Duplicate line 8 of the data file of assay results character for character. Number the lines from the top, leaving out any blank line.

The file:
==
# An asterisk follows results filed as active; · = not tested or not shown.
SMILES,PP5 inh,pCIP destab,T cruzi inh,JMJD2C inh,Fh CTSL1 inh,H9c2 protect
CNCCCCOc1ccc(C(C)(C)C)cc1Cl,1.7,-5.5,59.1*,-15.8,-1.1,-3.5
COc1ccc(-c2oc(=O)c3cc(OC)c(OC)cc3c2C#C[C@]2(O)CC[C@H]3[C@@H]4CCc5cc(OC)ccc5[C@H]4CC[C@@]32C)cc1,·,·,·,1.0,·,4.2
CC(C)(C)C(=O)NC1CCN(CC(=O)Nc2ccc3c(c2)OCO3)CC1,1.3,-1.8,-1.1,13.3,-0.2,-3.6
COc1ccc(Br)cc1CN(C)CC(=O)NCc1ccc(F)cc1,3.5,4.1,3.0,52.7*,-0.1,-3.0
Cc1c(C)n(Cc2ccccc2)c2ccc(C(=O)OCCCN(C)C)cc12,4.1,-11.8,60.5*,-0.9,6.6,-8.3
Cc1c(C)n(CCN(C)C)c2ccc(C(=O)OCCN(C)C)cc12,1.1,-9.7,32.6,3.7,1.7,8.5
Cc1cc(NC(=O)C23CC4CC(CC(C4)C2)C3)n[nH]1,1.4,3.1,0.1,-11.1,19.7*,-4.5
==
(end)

Cc1c(C)n(CCN(C)C)c2ccc(C(=O)OCCN(C)C)cc12,1.1,-9.7,32.6,3.7,1.7,8.5